Published by Little Brown Books for Young Readers on August 13, 2013
Genres: Contemporary, YA
In addition to the P-38, there are four gifts, one for each of my friends. I want to say good-bye to them properly. I want to give them each something to remember me by. To let them know I really cared about them and I'm sorry I couldn't be more than I was—that I couldn't stick around—and that what's going to happen today isn't their fault.
Today is Leonard Peacock's birthday. It is also the day he hides a gun in his backpack. Because today is the day he will kill his former best friend, and then himself, with his grandfather's P-38 pistol.
But first he must say good-bye to the four people who matter most to him: his Humphrey Bogart-obsessed next-door neighbor, Walt; his classmate Baback, a violin virtuoso; Lauren, the Christian homeschooler he has a crush on; and Herr Silverman, who teaches the high school's class on the Holocaust. Speaking to each in turn, Leonard slowly reveals his secrets as the hours tick by and the moment of truth approaches.
In this riveting book, acclaimed author Matthew Quick unflinchingly examines the impossible choices that must be made—and the light in us all that never goes out.
Initially, we have no idea what drove Leonard to this decision. Leonard and Asher were best friends when they were younger, but something happened to drive them apart. When we meet Asher, he’s leading his pack of friends in a bullying session of Leonard. It’s only when Leonard loudly threatens to reveal a secret that Asher finally backs off.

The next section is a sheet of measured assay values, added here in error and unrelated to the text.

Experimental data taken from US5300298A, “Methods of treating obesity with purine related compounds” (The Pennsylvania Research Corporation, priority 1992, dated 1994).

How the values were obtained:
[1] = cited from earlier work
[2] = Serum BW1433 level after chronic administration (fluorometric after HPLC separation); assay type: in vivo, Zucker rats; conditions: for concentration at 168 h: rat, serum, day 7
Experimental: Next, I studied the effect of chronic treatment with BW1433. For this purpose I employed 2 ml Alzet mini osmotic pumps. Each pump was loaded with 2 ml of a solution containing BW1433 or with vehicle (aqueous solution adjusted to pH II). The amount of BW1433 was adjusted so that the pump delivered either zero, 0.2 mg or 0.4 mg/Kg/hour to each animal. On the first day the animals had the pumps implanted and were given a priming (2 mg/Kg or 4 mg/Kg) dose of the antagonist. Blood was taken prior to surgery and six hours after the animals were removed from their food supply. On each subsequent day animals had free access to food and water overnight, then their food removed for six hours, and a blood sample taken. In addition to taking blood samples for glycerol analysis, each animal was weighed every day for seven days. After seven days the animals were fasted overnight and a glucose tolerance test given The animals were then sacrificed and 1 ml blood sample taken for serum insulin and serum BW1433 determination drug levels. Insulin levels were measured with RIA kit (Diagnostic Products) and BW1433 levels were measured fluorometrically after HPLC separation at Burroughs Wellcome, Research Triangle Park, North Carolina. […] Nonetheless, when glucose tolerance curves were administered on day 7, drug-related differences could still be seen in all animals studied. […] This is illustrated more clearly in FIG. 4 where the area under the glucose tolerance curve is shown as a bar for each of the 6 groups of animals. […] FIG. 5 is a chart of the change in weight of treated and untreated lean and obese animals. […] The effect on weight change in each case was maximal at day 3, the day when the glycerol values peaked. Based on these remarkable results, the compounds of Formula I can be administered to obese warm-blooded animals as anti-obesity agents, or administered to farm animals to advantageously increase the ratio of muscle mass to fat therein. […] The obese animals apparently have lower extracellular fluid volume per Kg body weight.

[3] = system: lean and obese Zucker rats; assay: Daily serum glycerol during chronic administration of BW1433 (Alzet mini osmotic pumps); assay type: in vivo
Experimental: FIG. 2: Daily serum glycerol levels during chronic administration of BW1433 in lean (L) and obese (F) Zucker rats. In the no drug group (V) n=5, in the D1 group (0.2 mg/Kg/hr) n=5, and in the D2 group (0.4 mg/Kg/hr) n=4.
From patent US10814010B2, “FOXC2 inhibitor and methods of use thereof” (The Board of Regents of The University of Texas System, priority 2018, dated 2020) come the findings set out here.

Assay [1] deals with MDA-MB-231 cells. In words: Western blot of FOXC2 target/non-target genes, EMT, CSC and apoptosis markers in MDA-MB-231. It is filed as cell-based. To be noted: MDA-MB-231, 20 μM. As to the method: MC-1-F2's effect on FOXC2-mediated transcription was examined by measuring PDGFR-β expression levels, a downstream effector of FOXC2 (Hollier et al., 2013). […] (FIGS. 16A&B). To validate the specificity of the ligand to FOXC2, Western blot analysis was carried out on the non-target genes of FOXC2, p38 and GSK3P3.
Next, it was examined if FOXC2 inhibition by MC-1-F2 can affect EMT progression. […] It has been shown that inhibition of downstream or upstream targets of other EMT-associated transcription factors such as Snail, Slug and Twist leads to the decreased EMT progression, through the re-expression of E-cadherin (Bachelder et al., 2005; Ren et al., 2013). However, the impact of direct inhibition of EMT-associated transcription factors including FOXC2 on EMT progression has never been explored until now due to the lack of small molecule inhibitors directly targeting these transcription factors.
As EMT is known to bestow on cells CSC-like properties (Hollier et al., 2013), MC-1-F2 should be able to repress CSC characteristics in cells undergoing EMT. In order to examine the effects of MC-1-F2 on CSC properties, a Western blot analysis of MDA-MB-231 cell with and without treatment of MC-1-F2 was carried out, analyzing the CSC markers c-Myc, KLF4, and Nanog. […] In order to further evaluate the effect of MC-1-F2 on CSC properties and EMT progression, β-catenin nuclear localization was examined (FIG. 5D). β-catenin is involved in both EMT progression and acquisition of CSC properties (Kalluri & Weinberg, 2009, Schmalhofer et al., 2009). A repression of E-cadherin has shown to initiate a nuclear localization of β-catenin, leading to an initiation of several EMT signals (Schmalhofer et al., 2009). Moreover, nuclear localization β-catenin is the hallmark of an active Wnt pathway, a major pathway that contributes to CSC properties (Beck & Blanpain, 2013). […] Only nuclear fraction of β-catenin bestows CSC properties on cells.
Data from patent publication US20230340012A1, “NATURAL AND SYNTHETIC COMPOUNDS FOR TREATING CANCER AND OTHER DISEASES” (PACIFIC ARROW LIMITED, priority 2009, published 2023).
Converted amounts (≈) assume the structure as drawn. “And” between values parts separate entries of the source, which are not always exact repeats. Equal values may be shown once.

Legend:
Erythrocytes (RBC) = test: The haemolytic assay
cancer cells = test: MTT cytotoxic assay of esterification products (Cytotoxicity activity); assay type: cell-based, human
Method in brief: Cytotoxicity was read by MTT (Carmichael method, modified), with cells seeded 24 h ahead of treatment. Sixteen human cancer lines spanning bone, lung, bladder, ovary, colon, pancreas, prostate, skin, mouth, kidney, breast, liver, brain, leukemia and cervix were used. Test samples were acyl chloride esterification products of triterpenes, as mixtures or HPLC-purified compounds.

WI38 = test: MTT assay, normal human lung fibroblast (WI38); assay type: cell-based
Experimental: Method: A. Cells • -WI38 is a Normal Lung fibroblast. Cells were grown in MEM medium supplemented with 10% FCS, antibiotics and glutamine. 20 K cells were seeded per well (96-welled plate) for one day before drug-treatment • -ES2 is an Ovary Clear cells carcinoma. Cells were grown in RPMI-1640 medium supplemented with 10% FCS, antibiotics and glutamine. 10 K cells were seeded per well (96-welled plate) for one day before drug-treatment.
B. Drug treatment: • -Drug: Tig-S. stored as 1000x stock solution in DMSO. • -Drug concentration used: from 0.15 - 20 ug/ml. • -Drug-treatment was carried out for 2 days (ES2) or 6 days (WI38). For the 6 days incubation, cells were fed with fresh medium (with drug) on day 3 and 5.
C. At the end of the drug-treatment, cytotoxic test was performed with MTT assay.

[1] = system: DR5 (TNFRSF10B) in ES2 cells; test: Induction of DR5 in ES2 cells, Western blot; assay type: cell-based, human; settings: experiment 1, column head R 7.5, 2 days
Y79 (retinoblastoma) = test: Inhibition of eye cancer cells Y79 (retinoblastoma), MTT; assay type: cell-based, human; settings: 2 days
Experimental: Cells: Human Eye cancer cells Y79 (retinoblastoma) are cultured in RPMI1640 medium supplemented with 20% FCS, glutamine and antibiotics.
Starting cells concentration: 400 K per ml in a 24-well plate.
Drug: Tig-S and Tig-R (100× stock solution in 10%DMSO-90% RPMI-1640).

It’s pointed out that Leonard’s behavior (giving away prized possessions and changing his appearance by chopping off his hair) are classic signs of someone contemplating suicide. And yet, with one very notable exception, no one questions Leonard, including his clueless and incredibly unlikable mother. Sometimes these bold behaviors are considered a cry for help, but I don’t think that was the case here. Leonard had his plan, and he was merely taking the necessary steps to fulfill it.
For most of the book, Leonard didn’t inspire a lot of compassion in me. Of course, I knew there had to be something awful that could drive him to want to end his life, but at one time in particular, he was so manipulative, and I just didn’t like him at all in that moment. I think that was Quick’s intention, though, and as the reasons for Leonard’s suicide and murder wishes are slowly revealed, I felt terrible for my earlier reaction to him.
This is the first book by Matthew Quick I’ve read, and I now I want to read The Silver Linings Playbook even more.
Review posted at Goodreads.